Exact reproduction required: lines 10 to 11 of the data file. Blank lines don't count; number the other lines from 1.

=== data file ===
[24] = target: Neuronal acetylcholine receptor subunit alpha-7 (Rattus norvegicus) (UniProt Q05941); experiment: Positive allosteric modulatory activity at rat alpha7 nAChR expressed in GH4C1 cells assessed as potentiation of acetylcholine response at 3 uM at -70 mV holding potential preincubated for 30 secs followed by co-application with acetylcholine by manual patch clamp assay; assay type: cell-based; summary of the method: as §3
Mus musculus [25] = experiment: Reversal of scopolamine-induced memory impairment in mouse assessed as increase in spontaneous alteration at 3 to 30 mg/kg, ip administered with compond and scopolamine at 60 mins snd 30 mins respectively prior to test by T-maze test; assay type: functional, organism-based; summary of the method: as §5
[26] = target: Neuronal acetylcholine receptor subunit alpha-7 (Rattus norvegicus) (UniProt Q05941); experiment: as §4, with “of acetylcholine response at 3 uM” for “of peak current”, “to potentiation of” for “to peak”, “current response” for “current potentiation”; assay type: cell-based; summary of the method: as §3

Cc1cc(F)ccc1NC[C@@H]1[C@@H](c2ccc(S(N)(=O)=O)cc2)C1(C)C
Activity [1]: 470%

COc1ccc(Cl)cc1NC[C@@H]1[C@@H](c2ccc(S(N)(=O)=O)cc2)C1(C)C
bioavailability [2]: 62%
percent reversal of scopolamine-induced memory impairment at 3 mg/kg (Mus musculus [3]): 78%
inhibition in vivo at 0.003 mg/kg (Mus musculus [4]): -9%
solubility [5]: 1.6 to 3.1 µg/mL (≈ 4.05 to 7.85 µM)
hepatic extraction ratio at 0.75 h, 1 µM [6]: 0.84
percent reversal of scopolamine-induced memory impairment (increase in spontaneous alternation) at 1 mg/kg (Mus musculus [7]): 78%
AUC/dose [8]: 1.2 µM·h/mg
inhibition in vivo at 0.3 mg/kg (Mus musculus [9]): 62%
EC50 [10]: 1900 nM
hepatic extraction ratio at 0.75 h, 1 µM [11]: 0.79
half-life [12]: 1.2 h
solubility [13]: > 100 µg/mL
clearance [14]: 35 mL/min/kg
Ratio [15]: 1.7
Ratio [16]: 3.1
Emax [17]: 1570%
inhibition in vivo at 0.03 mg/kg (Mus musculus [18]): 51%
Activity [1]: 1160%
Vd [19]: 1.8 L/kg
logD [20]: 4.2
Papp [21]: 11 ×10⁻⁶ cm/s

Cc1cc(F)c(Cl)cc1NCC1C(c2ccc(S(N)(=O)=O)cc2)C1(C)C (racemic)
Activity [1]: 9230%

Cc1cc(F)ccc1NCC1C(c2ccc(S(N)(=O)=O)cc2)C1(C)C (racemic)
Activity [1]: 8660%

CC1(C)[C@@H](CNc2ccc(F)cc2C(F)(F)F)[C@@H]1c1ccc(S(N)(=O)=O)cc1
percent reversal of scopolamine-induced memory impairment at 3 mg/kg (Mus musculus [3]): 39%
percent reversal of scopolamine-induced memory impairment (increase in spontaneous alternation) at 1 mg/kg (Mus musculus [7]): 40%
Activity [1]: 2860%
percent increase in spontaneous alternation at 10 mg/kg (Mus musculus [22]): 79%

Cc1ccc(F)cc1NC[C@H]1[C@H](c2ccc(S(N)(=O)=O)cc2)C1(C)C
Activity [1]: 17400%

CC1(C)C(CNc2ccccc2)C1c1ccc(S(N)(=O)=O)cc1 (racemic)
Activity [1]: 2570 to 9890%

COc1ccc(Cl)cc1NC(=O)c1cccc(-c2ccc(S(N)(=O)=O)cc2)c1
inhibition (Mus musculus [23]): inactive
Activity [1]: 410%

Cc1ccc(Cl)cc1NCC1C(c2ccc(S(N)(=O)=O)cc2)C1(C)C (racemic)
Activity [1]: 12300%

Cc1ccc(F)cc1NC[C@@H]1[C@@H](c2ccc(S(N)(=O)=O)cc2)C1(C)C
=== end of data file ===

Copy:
solubility [5]: 1.6 to 3.1 µg/mL (≈ 4.05 to 7.85 µM)
hepatic extraction ratio at 0.75 h, 1 µM [6]: 0.84